And I am not sure how you have an issue with price that I should not want to know. If this was cars, bread or houses you would not question the importance of shopping around and informing yourself. Why would I pay for it when, through aggregation of consumer experience, I can establish it for free?

Lew Bryson -

Oh, I'm not saying you shouldn't WANT to know the prices. I'm just asking: how much is that worth to you? You're asking everyone to post the price of beers when they buy them to help the collective beer drinker. If that works, great; if it doesn't...then what? Because I haven't seen it work yet. I use a free app on my phone to get fuel prices when I'm traveling, but it depends on free reporting, the 'aggregation of consumer experience.' I post prices when I buy -- just did so this morning -- but I'll tell you, the reports have been really wrong at times, like the time I went someplace to get the cheap diesel my app said was there...and that station didn't even SELL diesel. What's the value of free information like that?

As for your statement on value...to be honest, I'm not sure how what you're saying -- "The only way you determine the good is through the exercise of individual judgement." -- is different from value being a personal judgment. "Objectively good" is a slippery concept when you talk about people's senses and tastes. You want a lot of information about the price of your beer, but do you really want ALL of it? Or are you going to throw out factors you don't agree with? For example, if a bar charges more for a pint because they're paying their staff a living wage...is that of value to you when all you're doing is buying a pint? Or if a store charges more for a sixpack because their rent is higher: is that of value to you? In both cases, it would be a valid additional cost that other retailers didn't incur. (And I'd question how likely either establishment is to tell you that information.) I would tell you, if the beer is good, you'll have to make up your own mind on whether it's worth it to you to pay more at those places. I don't think you can factor all that in objectively.

Or maybe I'm wrong. Can you explain?

Alan -

I want to see the data and be able to take those variables into account. I do it all the time for other information. I know a beer in Toronto costs more and a litre of gas is cheapest in Newmarket and Gananoque Ontario - for reasons beyond my ken. And I know the price of bulk gravel and the price of concrete at certain times of the year (as well as a bunch of other items) as I get to see the evaluation bids on construction contracts as part of my job. It's really not that hard to keep track of retail beer as it is a far smaller set of numbers than other stuff I deal with.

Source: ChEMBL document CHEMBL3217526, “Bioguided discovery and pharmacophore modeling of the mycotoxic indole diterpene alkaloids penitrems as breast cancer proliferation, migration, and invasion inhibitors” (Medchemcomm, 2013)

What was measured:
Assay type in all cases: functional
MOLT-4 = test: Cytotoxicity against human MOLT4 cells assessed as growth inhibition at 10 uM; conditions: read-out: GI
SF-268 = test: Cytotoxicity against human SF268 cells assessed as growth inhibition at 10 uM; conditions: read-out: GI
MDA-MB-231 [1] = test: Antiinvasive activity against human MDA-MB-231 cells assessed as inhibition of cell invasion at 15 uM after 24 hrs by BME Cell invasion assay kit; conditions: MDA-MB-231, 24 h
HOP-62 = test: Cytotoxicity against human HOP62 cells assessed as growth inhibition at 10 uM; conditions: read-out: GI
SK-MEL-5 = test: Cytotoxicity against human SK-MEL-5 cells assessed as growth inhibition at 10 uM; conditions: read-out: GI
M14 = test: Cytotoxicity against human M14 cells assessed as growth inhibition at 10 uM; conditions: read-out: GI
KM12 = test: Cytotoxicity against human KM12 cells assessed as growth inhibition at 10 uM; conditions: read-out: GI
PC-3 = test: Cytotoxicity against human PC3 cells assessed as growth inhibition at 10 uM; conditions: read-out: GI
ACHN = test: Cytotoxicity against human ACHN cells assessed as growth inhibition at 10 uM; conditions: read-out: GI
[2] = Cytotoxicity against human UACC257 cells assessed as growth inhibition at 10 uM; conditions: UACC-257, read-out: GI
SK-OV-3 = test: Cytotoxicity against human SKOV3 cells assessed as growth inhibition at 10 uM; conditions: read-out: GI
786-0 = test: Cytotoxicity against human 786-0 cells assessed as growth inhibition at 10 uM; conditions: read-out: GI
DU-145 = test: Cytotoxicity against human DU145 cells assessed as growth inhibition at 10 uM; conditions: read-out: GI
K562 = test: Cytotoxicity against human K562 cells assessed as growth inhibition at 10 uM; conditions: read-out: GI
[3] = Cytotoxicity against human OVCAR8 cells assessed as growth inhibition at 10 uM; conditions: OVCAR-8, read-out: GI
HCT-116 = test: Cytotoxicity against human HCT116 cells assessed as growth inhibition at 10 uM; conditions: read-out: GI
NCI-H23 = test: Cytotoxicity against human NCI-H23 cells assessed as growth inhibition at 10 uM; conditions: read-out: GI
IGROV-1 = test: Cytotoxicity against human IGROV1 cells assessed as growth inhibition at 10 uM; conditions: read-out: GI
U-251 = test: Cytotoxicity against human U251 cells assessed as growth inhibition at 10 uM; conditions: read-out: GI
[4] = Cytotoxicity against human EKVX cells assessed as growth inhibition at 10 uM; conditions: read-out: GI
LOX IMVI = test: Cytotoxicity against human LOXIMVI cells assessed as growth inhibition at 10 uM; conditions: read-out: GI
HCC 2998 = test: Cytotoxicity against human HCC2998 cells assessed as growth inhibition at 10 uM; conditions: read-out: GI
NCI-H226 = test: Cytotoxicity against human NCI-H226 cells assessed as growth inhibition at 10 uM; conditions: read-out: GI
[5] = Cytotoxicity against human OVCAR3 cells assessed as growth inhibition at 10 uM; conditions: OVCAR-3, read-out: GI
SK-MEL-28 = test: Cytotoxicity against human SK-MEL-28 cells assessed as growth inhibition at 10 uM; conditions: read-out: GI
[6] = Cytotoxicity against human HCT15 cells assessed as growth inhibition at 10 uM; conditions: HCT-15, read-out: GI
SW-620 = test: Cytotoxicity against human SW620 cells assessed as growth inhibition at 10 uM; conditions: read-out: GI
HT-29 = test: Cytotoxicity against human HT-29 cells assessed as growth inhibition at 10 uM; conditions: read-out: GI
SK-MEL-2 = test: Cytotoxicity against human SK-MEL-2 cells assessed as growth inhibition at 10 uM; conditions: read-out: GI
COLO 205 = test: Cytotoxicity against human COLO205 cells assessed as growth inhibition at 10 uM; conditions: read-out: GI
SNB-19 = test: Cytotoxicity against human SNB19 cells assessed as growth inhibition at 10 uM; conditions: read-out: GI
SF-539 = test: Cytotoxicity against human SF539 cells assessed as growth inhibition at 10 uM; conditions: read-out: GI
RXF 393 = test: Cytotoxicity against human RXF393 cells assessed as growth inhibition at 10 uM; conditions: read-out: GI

Then I take that data and exercise my judgment. I know, for example, that I will blow money on my upcoming trip to Montreal compared to staying at home. But I also know that I like paying less for cheddar in NNY and also that I prefer to spend ten bucks in NNY buying 4 cans of tasty Sixpoint compared to more for the same Ontario craft beer that is not as tasty. We all make this sort of decision all day every day. I am an aggregator. It's just life in the marketplace. More data good.

Paul -

Ultimately I'd like to not have to think about price, but the prices on the high end of the craft beer market makes me think that it's a data point that's worth recording. Because it can be so extreme in either direction, it is also something that's worth commenting on in my conclusions about any particular beer.

It might also prove amusing for any American readers to find out just how much we're getting gypped in the UK! I really want to review a Stone IPA, but I don't want to pay £5 ($7.80) for a 12oz when I know I could get a six-pack for under $10 when I was in California.